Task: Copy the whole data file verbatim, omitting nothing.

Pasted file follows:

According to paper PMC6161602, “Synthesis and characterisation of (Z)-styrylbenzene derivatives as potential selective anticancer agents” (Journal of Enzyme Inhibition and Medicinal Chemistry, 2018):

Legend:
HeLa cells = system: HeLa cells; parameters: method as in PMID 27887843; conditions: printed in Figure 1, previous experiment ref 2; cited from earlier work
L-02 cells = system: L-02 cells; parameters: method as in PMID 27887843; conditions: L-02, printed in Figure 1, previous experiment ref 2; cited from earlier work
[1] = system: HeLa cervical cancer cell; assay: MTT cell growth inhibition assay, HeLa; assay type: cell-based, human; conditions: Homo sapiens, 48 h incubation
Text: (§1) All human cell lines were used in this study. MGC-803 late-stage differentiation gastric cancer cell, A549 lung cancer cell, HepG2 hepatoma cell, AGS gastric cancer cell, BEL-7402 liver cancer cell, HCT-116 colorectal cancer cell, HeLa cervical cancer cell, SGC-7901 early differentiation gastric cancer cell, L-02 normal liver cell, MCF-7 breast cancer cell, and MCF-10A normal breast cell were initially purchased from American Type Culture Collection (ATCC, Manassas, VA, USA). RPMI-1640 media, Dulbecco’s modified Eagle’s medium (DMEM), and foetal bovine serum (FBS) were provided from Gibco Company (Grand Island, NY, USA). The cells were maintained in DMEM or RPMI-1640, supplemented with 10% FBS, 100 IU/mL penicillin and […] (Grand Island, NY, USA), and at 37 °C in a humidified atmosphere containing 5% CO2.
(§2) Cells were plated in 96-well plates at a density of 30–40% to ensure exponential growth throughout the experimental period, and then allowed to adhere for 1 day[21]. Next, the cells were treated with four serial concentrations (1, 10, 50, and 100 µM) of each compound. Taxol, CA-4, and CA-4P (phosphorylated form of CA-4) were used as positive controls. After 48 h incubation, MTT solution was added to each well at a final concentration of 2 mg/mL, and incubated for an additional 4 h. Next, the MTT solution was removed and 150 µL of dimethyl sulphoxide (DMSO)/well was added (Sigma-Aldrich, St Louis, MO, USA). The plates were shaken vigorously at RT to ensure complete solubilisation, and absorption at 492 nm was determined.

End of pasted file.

According to paper PMC6161602, “Synthesis and characterisation of (Z)-styrylbenzene derivatives as potential selective anticancer agents” (Journal of Enzyme Inhibition and Medicinal Chemistry, 2018):

Legend:
HeLa cells = system: HeLa cells; parameters: method as in PMID 27887843; conditions: printed in Figure 1, previous experiment ref 2; cited from earlier work
L-02 cells = system: L-02 cells; parameters: method as in PMID 27887843; conditions: L-02, printed in Figure 1, previous experiment ref 2; cited from earlier work
[1] = system: HeLa cervical cancer cell; assay: MTT cell growth inhibition assay, HeLa; assay type: cell-based, human; conditions: Homo sapiens, 48 h incubation
Text: (§1) All human cell lines were used in this study. MGC-803 late-stage differentiation gastric cancer cell, A549 lung cancer cell, HepG2 hepatoma cell, AGS gastric cancer cell, BEL-7402 liver cancer cell, HCT-116 colorectal cancer cell, HeLa cervical cancer cell, SGC-7901 early differentiation gastric cancer cell, L-02 normal liver cell, MCF-7 breast cancer cell, and MCF-10A normal breast cell were initially purchased from American Type Culture Collection (ATCC, Manassas, VA, USA). RPMI-1640 media, Dulbecco’s modified Eagle’s medium (DMEM), and foetal bovine serum (FBS) were provided from Gibco Company (Grand Island, NY, USA). The cells were maintained in DMEM or RPMI-1640, supplemented with 10% FBS, 100 IU/mL penicillin and […] (Grand Island, NY, USA), and at 37 °C in a humidified atmosphere containing 5% CO2.
(§2) Cells were plated in 96-well plates at a density of 30–40% to ensure exponential growth throughout the experimental period, and then allowed to adhere for 1 day[21]. Next, the cells were treated with four serial concentrations (1, 10, 50, and 100 µM) of each compound. Taxol, CA-4, and CA-4P (phosphorylated form of CA-4) were used as positive controls. After 48 h incubation, MTT solution was added to each well at a final concentration of 2 mg/mL, and incubated for an additional 4 h. Next, the MTT solution was removed and 150 µL of dimethyl sulphoxide (DMSO)/well was added (Sigma-Aldrich, St Louis, MO, USA). The plates were shaken vigorously at RT to ensure complete solubilisation, and absorption at 492 nm was determined.